A few hours after we arrived at the maximum security prison in Lancaster, Cat Hoke, Defy Ventures’ Founder & CEO, asked us to “step to the line”. Volunteers on one side of the line; EITs (participants in Defy’s program are not “prisoners”, they are “entrepreneurs in training”) on the other. Cat read a statement; if it applied to you, you stepped forward.

“If you graduated from high school, step to the line.”
Every volunteer stepped forward, less than a third of the EITs did.


(This essay is based on my keynote talk at Techstars FounderCon on October 18, 2016. I’ll post the video once it’s up.)

The United States Census of 1880 came at a pivotal time in U.S. history. It was the last time the Census Office could identify anything resembling a U.S. frontier; for the first time, just half of the country worked in agriculture. The census itself had grown so large that the government was collecting more data than it could tabulate — it took a full eight years and thousands of people to produce the twenty-three volumes containing their analysis…


(Source: Flickr user Ken Mayer, modified with permission CC by 2.0. Original here.)

I’m in my fifth year of tackling a major personal online project each year. 2012 was passwords, 2013 was document storage (no write-up; I standardized on Google Drive), 2014 was the family photo archive, and 2015 was getting my address book in order. This year, I’ve come up with an approach to ensuring a seamless hand-off of my online info when I die.

We’re all going to die. Only in the last year has this felt more real to me: two friends, one in his 30s, one in his 40s — both died unexpectedly last fall. While grieving for them…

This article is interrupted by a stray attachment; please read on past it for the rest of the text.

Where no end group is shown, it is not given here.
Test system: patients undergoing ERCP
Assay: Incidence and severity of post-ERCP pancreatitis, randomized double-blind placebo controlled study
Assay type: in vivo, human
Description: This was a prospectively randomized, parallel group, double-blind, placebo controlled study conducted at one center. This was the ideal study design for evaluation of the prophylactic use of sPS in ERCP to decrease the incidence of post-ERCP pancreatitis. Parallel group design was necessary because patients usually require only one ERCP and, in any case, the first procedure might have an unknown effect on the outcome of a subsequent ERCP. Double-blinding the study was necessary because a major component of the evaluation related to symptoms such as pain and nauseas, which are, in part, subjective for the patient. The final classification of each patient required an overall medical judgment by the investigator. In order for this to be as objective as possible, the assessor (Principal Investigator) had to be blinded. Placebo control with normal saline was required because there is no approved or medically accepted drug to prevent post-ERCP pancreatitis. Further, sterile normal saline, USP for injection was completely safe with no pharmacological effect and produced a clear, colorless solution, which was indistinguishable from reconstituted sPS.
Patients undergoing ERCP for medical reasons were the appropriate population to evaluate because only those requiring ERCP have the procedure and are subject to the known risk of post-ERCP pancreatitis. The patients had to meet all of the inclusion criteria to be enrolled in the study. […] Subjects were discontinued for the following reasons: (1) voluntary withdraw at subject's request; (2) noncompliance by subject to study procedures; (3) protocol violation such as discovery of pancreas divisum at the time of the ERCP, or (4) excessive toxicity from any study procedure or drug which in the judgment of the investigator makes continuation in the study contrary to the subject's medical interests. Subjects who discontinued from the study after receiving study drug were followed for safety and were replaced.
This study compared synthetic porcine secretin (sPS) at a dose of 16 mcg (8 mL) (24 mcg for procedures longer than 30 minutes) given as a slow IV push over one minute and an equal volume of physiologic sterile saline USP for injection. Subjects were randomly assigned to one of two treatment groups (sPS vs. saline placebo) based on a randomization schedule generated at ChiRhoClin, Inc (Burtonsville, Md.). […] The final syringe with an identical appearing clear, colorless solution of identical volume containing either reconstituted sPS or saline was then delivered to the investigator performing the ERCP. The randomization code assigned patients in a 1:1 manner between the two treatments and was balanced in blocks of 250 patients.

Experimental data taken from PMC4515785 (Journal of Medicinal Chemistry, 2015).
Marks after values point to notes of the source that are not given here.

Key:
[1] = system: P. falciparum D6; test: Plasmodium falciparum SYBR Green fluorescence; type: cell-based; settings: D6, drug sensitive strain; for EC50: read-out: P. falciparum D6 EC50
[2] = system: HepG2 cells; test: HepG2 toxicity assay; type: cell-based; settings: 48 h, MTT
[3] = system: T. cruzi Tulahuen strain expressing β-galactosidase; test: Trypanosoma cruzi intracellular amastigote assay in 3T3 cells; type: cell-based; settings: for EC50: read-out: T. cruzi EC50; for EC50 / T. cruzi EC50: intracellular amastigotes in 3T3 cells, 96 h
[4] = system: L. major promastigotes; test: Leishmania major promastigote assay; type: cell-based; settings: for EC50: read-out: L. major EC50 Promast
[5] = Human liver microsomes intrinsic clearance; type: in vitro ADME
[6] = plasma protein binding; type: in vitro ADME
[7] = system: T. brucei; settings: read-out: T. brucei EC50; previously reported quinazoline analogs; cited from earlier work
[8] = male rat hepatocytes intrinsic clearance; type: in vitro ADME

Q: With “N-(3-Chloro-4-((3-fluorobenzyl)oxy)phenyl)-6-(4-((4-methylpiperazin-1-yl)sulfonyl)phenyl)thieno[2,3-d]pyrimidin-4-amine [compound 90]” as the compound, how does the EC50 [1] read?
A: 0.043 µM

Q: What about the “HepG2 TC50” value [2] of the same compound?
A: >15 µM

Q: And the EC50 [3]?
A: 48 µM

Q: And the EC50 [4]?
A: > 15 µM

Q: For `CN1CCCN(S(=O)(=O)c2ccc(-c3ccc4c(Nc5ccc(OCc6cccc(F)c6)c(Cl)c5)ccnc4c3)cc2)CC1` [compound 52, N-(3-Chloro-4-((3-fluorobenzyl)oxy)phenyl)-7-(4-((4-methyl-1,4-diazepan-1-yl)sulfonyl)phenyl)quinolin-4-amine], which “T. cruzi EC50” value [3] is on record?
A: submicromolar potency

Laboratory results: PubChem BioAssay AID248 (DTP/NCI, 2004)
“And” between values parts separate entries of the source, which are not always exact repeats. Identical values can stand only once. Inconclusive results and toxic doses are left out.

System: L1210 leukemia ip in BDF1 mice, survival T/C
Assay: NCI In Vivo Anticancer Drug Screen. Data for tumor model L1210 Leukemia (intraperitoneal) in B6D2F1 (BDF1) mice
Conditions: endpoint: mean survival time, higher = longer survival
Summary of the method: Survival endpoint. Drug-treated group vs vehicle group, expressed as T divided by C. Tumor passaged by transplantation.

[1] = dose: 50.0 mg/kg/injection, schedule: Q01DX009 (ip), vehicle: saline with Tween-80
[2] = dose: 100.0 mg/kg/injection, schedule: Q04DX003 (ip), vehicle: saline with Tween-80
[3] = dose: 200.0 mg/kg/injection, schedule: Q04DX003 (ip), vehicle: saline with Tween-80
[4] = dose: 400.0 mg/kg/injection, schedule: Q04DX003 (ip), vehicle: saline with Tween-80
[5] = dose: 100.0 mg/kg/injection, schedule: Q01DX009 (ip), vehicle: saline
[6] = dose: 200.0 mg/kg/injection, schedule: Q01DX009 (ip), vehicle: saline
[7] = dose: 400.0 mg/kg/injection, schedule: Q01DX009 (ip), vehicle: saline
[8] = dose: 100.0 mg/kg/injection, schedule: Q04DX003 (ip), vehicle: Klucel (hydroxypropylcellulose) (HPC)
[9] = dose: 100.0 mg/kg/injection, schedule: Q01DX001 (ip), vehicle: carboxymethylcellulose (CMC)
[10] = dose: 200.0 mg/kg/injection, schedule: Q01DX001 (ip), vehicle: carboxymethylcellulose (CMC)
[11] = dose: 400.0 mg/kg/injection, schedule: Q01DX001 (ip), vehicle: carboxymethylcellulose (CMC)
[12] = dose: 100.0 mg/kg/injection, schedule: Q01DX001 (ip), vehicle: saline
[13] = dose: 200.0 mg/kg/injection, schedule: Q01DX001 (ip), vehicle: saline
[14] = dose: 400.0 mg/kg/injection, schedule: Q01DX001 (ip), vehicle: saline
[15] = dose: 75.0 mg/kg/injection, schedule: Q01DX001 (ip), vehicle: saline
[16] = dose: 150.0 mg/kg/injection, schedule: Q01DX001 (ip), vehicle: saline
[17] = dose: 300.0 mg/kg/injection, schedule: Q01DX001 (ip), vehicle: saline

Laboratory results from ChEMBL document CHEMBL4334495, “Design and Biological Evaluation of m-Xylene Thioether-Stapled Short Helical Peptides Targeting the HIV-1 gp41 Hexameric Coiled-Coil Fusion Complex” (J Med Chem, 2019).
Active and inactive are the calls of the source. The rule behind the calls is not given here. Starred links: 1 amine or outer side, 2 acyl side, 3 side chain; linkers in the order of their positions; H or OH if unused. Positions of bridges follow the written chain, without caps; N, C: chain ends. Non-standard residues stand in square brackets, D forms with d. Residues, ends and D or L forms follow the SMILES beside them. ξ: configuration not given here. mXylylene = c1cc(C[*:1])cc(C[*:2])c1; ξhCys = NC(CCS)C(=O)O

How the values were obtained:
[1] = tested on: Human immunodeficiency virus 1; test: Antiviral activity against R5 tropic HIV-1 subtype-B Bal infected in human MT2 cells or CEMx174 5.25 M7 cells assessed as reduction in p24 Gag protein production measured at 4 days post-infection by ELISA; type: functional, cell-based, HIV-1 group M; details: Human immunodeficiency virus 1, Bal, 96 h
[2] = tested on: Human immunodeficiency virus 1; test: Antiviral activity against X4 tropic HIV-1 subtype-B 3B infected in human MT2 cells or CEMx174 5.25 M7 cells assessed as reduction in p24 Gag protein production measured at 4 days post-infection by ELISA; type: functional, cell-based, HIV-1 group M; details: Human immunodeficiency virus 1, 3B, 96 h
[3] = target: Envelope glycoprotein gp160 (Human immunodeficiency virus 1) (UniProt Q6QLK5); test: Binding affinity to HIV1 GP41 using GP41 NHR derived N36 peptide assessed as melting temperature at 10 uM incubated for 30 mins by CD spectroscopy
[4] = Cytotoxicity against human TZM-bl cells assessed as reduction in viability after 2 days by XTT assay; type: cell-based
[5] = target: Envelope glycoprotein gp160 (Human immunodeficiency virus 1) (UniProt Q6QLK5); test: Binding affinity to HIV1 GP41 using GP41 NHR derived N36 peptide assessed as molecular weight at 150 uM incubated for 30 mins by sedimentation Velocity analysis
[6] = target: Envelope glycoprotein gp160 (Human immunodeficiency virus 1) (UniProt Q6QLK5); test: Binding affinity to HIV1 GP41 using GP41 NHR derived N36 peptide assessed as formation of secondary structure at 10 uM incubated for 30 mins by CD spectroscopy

Go Board, Hoge Rielen, BelgiumEdit Fcb981.jpg. (Source.)

I stayed up late last night watching a livestream of a game of Go being played in Korea. I don’t play Go, yet I’m quite certain that I’ll remember last night for the rest of my life. Playing against world champion Go player Lee Sedol was a computer program built by the team at DeepMind, a company that Google acquired in 2014.

Experts as recently as last fall believed that computers were still a decade away from mastering Go. As powerful as today’s computers are, there are more legal positions in Go than there are atoms in the observable universe…


Photo: Rick Klau

One of the joys of running the Partnerships team at GV is watching entrepreneurs tell their story to potential customers. The best entrepreneurs understand that the pitch is a chance to show the customer that they understand the customer’s challenges and have a solution that will impact the customer’s bottom line. Too often, though, the entrepreneur sees the pitch as a chance to show off how hard they’ve worked, to show how proud they are of a clever solution to a thorny usability challenge.

Recently, the Google Docs team asked if I’d help them build a ‘pitch’ template for Slides

Rick Klau

Husband. Dad of 3. Working on what’s next. Previously: 13+ years @Google ( @GVteam @YouTube @Blogger ).

Get the Medium app

A button that says 'Download on the App Store', and if clicked it will lead you to the iOS App store
A button that says 'Get it on, Google Play', and if clicked it will lead you to the Google Play store